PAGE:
their learning on the job. If possible, provide realistic exercises by using the actual (or the same
type of) equipment students will use on the job. The Navys damage control team training is
a good example of how this type of learning takes place.
LAWS OF LEARNING
Laws and principles of learning are attempts to
define the fundamental conditions of the
learning process. In general, we have five
almost universally accepted laws of learning.
Each of these laws has common sense
applications based on lessons people have
learned over the years. Your mastery of these
applications will greatly enhance your ability
to influence your students to learn and perform
at a high level.
LAW OF READINESS
According to the law of readiness students learn best when they are physically, mentally, and
emotionally ready to learn. Since learning is an active process, students must have adequate
rest, health, and physical ability. Students who are exhausted or in ill health obviously cannot
learn much. Although these areas are beyond your control, you must know how to address
them in your classroom. For students to be mentally ready to learn, they must master certain
knowledge and skills at one level before they can learn those required at the next higher level.
For example, students who have not learned the basic application of a law have little chance of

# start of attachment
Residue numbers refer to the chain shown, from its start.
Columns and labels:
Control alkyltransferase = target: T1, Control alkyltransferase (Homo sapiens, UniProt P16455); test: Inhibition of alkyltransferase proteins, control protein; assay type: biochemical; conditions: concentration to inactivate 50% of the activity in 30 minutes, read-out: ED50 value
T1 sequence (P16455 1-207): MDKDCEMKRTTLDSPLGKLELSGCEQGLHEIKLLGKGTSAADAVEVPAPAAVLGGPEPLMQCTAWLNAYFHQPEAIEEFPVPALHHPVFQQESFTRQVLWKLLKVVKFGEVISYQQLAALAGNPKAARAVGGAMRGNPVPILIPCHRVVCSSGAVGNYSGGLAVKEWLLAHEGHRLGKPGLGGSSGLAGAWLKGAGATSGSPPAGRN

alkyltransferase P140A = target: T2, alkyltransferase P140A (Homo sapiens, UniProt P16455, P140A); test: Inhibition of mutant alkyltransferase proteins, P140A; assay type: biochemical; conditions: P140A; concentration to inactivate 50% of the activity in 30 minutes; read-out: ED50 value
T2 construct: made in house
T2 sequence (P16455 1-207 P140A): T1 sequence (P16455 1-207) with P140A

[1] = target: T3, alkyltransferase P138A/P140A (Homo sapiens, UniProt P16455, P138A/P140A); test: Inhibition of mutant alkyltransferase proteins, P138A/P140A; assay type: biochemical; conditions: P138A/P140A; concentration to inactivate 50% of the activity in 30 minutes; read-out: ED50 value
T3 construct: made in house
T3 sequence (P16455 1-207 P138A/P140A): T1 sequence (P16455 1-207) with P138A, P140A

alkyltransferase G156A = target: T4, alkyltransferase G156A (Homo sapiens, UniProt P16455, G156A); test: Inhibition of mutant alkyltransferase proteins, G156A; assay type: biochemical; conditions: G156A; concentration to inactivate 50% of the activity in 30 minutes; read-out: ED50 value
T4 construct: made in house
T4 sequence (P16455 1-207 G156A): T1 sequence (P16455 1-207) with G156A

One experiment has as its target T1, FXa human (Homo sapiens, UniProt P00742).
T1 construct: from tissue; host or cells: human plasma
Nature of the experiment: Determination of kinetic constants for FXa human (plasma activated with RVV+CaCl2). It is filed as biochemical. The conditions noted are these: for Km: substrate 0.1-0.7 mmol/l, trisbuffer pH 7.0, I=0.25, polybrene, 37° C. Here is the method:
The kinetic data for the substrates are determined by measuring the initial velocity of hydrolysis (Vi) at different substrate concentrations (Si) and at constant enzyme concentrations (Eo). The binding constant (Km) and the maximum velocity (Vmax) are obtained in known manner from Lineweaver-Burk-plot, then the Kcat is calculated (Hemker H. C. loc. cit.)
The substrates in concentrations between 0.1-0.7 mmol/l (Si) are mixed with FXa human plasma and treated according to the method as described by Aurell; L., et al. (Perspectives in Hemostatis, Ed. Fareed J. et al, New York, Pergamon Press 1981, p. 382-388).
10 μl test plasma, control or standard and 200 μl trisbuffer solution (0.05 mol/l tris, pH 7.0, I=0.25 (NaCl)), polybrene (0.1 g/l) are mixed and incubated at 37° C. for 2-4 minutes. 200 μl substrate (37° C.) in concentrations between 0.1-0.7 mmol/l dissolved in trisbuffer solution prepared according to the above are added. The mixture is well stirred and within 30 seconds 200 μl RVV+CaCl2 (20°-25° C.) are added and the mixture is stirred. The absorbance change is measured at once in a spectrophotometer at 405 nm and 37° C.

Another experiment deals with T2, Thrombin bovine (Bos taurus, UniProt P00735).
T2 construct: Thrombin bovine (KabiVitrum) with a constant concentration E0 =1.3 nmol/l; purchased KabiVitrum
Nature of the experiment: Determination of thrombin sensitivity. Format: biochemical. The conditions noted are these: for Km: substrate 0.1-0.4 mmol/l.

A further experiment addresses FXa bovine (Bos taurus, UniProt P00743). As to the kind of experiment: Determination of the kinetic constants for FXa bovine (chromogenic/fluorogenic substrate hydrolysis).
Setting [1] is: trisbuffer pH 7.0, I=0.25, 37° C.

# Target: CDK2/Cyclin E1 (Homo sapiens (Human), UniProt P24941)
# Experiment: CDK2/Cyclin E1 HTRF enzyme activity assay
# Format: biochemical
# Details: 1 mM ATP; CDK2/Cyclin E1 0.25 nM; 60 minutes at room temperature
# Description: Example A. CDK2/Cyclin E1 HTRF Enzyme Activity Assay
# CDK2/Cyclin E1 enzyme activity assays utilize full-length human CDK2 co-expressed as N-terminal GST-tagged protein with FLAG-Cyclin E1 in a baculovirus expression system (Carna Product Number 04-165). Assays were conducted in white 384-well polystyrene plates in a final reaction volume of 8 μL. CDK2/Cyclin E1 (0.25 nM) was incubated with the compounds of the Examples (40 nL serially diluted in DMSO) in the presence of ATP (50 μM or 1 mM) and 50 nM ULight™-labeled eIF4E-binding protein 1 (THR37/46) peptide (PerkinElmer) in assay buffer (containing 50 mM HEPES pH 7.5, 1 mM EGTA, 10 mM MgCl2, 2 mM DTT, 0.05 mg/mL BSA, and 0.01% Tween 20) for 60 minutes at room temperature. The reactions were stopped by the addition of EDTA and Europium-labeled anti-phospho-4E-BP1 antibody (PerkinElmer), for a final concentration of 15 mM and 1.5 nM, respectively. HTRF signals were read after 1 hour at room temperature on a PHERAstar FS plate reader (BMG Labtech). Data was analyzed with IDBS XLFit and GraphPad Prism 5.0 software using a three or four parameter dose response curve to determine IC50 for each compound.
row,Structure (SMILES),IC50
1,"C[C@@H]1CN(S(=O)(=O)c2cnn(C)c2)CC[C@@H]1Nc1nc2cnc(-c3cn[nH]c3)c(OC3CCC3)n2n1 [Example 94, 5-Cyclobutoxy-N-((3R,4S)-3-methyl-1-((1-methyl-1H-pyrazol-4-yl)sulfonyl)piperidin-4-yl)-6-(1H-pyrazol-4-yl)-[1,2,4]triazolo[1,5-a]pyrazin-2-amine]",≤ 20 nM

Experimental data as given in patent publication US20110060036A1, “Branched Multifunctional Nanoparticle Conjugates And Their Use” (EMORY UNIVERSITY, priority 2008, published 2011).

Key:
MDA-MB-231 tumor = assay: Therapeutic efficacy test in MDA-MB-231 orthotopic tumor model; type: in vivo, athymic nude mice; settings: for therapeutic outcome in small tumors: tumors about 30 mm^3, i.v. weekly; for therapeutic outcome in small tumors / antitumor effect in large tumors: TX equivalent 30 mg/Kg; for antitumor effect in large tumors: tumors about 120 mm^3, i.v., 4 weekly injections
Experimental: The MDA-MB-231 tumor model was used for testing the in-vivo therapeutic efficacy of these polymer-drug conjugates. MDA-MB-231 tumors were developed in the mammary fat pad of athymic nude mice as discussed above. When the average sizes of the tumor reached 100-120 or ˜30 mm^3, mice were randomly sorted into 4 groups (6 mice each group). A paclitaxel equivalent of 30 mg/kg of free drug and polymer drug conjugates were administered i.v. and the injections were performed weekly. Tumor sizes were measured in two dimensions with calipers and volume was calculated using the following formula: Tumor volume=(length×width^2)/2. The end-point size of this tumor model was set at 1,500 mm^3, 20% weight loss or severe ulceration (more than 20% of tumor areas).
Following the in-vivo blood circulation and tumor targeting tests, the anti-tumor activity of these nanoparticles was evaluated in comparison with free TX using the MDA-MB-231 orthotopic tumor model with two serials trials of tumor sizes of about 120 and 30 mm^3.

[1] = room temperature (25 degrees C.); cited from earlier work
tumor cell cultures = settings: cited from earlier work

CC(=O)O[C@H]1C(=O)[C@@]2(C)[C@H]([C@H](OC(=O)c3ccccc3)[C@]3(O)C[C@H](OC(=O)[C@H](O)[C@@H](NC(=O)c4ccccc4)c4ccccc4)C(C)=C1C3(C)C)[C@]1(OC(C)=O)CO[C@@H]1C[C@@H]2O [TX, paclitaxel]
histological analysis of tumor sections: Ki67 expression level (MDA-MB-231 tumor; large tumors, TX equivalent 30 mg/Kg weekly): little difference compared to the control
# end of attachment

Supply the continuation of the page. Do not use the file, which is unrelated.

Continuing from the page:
applying that law to more complex situations.
Just as students must be ready to learn, you must be ready to teach. Always prepare your
lesson plans, training materials, and classroom or laboratory before you begin to teach. Your
readiness is an important step in gaining the confidence and attention of your students.
Remember, you only get one chance to make a first impression.
LAW OF EFFECT
An individual learns best those things which result in satisfying consequences. Since the law
of effect has a direct relationship to motivation, it has many practical applications for you in
the training environment.
One of the most basic applications is in your relationship with adult students. Adults want
immediate benefits from training, so begin your instruction by presenting the benefits of the
lesson. Continue to remind students of these benefits throughout the training. Point out the
value of the training in meeting the needs of your students: self-satisfaction, self-confidence,
improved skills, and so forth. Begin each lesson with a statement of objectives to help students